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Account tf Wheat, lire. arrived…




PRICE OF BARK, per ]b.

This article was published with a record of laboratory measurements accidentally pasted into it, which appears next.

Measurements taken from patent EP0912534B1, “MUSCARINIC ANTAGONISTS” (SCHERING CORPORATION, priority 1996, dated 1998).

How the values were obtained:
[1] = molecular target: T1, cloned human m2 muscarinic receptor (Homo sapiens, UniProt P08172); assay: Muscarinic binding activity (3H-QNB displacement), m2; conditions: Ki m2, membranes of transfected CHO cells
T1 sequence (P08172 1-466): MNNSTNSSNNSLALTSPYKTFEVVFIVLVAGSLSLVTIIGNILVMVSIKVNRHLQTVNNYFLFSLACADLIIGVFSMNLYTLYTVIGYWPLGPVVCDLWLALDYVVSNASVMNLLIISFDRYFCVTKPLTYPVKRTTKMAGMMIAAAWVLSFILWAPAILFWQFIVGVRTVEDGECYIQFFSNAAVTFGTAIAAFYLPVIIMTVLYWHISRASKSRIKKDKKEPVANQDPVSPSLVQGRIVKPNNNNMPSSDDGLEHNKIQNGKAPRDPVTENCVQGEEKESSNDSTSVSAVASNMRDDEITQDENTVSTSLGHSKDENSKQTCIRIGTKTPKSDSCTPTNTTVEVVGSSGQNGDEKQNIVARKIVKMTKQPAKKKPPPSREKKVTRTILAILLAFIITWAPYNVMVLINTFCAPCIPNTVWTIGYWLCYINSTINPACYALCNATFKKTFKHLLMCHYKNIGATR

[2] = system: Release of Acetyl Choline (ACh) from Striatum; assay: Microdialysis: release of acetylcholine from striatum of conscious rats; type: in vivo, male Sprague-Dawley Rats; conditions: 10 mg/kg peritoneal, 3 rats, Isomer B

DOMESTIC. IRON TRADE.âWe wish particularly to call the attention of our readers to the present state of the iron trade, be- cause some papers are asserting that it is materially im- proved. The real facts of the case are these :âIn some in- stances iron has advanced jEl per ton, but it was previously so low that many forges had been stopped, and consequently this defalcation in the manufacture had rendered the fabric comparatively scarce, which of course tended to enhance the price, which, at present, is ruinously low; and, if any attempt be made to re-commence work with the forges that have been stopped, the value will be again as much de- pressed. The advance is entirely to be attributed to masters' having been driven out of the trade from sheer necessity, which has given an impetus to those who have continued, by reducing the competition. But foreign powers are still endeavouring to oppress this branch of British industry. The Neapolitan Government has just laid on an additional import duty of Xi per ton upon all British iron Prussia is also increasing her import upon this commodity, to further the views of Norway and Sweden. But the most extraor- dinary measure probably of this nature that ever took place is in the conduct of the Hanoverian Councillors of William the 4th. They have imposed a duty of X3. 6s per ton upon iron imported into Hanover from this country whilst they admit Norwegian and Swedish iron at £1 per ton. This is having afriend at Court with a vengeance! How useful is it to have a continental territory to which British goods may be exported upon such advantageous terms! â Sunday Paper. During the suspension of intercouse with Holland, conse- quent on the embargo, the merchants at HuH contrived to dispatch their goods as formerly, but in neutral bottom?, whilst the line of British ships formerly employed in the trade is at this moment lying idle in the docks.' Within the last few days two Sweedish and one Oldenburg vessel have cleared out and sailed with full cargoes of British manu- facture, to Amsterdam and Rotterdam, and will be succeeded by others now loading (Prussian and Oldenburg flags.) We are informed that these foreigners have to be paid a much higher rate of freight than is usuually given to the British ships. DEATH FROM EATfNG A PIECE OF ORANGE.-Yesterday an inquest was held at the U niot1 Coffee-house, Union-street, Blackfriars, on the body of Mrs. Sarah Longman, aged 40, a lady of independent property, residing at No. 11, Printing- house-lane. On Wednesday she was seized with strong con- vulsions, after eating the half of an orange, and she appeared to be choking. All she could articulate was, Orange, orangeâOh, Lord and retched violently, but. nothing came from her stomach. She remained in this distressing state for about half an hour, when she expired, medical as- sistance, during the period of her sufferings, having been sought in vain, and did not arrive until after she had been dead some minutes. VerdictâDied by the Visitation of God. DEATH OF MR. MARRIOTT, CHAIRMAN OF THE MIDDLE- SEX SESSIONS.âOn Saturday, this gentleman, who was latelv appointed Chairman of the Middlesex Sessions, in the puce of Francis Const, Esq., died at Sydenham, where he had latterly taken up his residence for the benefit of his health. He had been for some time in a delicate state of health, and had been compelled to give up attention to his duties. It was through his instrumentality that the arrangement was made for removing the minor felonies from the Old Bailey. He had been for many years in the Commission, and was formerly one of the sitting Magistrates at Queen- square. LOVE AT FIRST SIGHT.âA lady and gentleman who had never seen each other, met by accident at Palling next the Sea, on Saturday evening last, and after an acquaintance of about two hours, marriage was proposed to this the lady had no particular objection. The following morning (Sun- day) the parties proceeded to the neighbouring village church, for the purpose of attending the Hymeneal Altar, but (very unfortunately) the resident clergyman had just left home to do duty at another church; no alternative re- mained but to wait, although impatiently, till Monday, when lc they were joined together in holy matrimony. âNorwich Mercury. RAimoADS.âMessrs. Bandall and Gill, of Manchester, are exhibiting a supposed improvement in this important feature in modern invention, at the National Gallery of Practical Science. Their plan is to substitute an undulating railway for a level one; founded on a belief that the mo- mentum obtained by a carriage in descending a hill of given inclination, is more than equal to its impulsion up another of corresponding inclinaiion and attitude; and that, consequently, a steam-carriage of a certain power will run a mile, "as a crow flies," on the undulating road, in less time than it will on i level road,-or, ia other words, that it will go over an undulating surface with more facility and velocity than over a perfect level.